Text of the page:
Five years ago, at age 50, my doctor suggested I get an anal Pap smear. "What's that?" I asked. She told me it was a test for precancerous lesions caused by HPV (human papillomavirus), and that any gay man with HIV should have one done on a regular basis. I agreed and was surprised that she was able to give me the results in about ten minutes: abnormal cells had been found.
There were a few options to deal with them, and she told me there was a rectal specialist on site who could treat them with something called Infrared Photocoagulation. Since I've always been aggressive in treating any health problems, I made an appointment immediately. The inpatient procedure was relatively easy, and a few lesions were taken care of. Or so I thought.
In August 2007, I found blood in my underwear after sex. And not just a little blood -- enough to scare me. I made an emergency appointment with the rectal specialist, who assured me it was just a hemorrhoid, cauterized it, and sent me on my way. I didn't think about it until November, when the bleeding returned. This time, he looked at it and seemed concerned. "I'm going to send you to a rectal surgeon."
What followed was the most callous diagnosis I have ever received. The surgeon examined me and said, "Well, it's cancer" without the slightest hint of empathy in his voice or any recognition of the impact of his words.
"Cancer? What does that mean?"
"That means chemotherapy and radiation. I'll give you a referral."
And that was that -- no more info, no hand-holding, no hope-building, just a phone number and a goodbye.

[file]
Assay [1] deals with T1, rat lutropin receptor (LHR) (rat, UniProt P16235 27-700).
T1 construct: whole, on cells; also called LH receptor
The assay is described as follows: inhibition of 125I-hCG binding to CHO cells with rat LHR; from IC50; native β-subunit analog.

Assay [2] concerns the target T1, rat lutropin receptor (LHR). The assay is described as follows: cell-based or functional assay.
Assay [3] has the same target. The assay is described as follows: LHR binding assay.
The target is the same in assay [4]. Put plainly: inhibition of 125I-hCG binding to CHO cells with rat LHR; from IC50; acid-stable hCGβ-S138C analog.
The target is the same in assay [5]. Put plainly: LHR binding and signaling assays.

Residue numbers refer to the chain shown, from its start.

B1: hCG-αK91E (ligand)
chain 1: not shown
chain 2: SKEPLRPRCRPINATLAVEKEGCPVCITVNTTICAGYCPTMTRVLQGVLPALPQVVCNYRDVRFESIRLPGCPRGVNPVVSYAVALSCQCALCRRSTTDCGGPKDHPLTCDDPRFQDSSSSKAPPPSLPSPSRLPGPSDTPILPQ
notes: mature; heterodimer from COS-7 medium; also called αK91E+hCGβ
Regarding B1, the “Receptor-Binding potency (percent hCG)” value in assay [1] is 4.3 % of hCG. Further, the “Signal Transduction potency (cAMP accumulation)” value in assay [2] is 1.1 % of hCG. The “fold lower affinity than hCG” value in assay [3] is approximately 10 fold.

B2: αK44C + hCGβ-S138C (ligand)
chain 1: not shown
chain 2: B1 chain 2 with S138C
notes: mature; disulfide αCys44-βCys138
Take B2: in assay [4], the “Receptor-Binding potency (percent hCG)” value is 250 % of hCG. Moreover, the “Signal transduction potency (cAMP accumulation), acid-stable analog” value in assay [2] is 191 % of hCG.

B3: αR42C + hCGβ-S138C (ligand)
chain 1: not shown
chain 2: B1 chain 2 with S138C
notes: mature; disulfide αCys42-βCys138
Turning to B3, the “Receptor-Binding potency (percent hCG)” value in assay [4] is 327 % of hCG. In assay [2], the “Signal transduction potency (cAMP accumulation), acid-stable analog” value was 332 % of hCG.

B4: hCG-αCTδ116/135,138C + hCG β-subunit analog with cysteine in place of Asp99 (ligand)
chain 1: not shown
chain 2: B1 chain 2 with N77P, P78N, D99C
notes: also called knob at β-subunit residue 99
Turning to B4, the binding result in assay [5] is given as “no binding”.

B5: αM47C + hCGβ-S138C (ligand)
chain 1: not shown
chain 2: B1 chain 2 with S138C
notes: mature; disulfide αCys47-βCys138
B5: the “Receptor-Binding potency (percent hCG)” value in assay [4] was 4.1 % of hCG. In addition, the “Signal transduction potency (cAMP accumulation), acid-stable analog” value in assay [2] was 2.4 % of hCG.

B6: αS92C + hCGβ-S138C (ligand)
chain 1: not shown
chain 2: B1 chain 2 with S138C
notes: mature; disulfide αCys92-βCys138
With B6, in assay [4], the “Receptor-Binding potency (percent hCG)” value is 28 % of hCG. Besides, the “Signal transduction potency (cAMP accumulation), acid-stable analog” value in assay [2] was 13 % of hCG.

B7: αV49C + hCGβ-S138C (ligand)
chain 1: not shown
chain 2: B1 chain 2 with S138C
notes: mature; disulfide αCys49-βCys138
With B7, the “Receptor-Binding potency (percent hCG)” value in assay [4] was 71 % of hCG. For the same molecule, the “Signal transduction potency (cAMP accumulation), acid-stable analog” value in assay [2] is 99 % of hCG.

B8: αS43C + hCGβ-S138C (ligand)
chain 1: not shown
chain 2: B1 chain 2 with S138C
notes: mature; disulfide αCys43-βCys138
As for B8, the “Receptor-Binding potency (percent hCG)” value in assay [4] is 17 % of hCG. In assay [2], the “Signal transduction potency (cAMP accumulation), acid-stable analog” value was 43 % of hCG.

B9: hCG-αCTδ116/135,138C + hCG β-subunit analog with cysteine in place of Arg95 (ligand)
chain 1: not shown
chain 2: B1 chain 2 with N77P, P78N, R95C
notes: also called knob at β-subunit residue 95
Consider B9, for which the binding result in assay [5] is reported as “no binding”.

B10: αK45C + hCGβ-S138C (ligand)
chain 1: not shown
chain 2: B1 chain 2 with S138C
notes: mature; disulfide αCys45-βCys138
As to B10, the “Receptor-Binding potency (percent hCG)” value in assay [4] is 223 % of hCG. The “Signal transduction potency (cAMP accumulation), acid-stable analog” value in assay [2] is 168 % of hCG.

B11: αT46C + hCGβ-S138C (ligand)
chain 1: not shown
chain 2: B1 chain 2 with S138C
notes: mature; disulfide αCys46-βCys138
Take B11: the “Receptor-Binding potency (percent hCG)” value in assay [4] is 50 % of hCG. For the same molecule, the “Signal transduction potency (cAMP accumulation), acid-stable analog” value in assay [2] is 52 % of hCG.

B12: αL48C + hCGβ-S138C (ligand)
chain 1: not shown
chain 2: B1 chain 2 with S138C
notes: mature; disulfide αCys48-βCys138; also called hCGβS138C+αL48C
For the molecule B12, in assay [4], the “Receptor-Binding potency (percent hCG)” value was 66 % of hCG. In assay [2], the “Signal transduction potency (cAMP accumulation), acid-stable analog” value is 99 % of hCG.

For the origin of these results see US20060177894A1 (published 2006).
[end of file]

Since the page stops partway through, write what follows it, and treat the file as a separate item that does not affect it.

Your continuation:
I was devastated. I went to the nearest pay phone and called my boyfriend. "It's cancer."
"Yeah, right. Stop joking."
"I'm not joking -- it's cancer and I have to start chemo and radiation right away."
The moment of a cancer diagnosis is just about the same as an HIV diagnosis: The world seems to slow down, everything is in a haze, and it's hard to know what to do next. I called the rectal specialist who had misdiagnosed me and he agreed to see me immediately. I was furious that someone whose specialty is rectal exams of gay men was unable to identify anal cancer when he saw it, but I had to talk to someone. "Well, if you have to have cancer, this is the one to get, since the cure rates are so high -- almost 90% if caught early, like yours was." That was little consolation to me, but at least it was some more info.
Now I was thrown into the world of cancer care -- very different from the world of HIV I had lived in for 25 years. I began getting referrals to anal cancer specialists, but when I called, they wanted me to wait a month for an appointment! What? Let this thing spread for a month before even seeing someone? No way. Luckily, my HIV doc intervened and got me into the NYU Cancer Center in a few days. I liked the oncologist and started to move forward with treatment.
But the responsibility on me was enormous. All along the way, I was expected to manage my care myself -- making all the appointments, checking on my insurance coverage, learning about treatment options. Once again, virtually no hand-holding. I wondered how people with less experience as a self-advocate -- people who aren't able to be as much of a "squeaky wheel" as me -- would fare in this system.